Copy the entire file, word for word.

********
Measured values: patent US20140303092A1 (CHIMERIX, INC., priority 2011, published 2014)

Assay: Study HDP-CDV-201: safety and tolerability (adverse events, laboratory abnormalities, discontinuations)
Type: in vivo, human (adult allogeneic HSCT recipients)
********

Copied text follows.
Measured values: patent US20140303092A1 (CHIMERIX, INC., priority 2011, published 2014)

Assay: Study HDP-CDV-201: safety and tolerability (adverse events, laboratory abnormalities, discontinuations)
Type: in vivo, human (adult allogeneic HSCT recipients)